Osteoporosis is one cause of falls. It occurs most commonly in post-menopausal women but almost one-quarter of people with osteoporosis are men. Osteoporosis is often known as a silent disease because there are usually no symptoms until a fracture occurs. Exercise and diet, including calcium and vitamin D, are important for bone health.

Older people are also vulnerable to mental health conditions because of a combination of reduced cognitive function, limitations in physical health, social isolation, loneliness, reduced independence, frailty, reduced mobility, disability, and living conditions. If you are experience any issues with your mental health speak to your GP who can direct you to a range of local support services.

Speak to your GP about any mental health concerns.

In your 80s and beyond

Dementia is a common condition in later life and affects 1 in 6 people over 80. There are several different forms of dementia but Alzheimer’s disease and vascular dementia are the most common in the UK.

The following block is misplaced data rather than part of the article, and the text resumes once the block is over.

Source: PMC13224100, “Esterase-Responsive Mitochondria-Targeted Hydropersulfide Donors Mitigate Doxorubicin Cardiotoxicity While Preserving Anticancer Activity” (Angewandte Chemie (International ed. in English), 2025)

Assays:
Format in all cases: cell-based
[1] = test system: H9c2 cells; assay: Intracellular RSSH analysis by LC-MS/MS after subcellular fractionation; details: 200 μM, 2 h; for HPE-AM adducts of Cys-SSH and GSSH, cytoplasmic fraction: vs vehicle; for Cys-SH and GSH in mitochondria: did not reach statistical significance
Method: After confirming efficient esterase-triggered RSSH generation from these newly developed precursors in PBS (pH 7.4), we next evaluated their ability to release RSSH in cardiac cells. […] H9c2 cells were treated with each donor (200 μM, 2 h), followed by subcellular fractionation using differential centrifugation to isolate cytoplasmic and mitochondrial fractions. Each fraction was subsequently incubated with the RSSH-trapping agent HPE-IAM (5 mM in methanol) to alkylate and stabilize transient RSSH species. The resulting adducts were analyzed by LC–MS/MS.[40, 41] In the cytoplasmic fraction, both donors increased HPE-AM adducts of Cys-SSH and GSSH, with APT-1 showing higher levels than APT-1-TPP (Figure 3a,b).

Many people think dementia is a normal part of the ageing process, but around one-third of cases of dementia could be prevented by reducing risk factors such as high blood pressure and obesity at mid-life.

Early diagnosis is important to effectively plan and initiate appropriate treatment options which help people live well with dementia. But dementia remains underdiagnosed.

If you are taking multiple medications for different conditions ask your GP to review your treatment at least once a year.

Around 60% of people aged 85 and above have two or more chronic diseases and take multiple medications to manage these conditions. Effective medication management is critical for people living with multiple conditions because medications for one condition may exacerbate the symptoms of a different coexisting condition.

Further Reading: How to Stay Fit In Your 60’s and Beyond

Written by Stephanie Harrison, Azmeraw T. Amare, Jyoti Khadka, Maria Carolina Inacio, Sarah Bray and Tiffany Gill. Edited for the UK by Greysnet. This article is republished from The Conversation.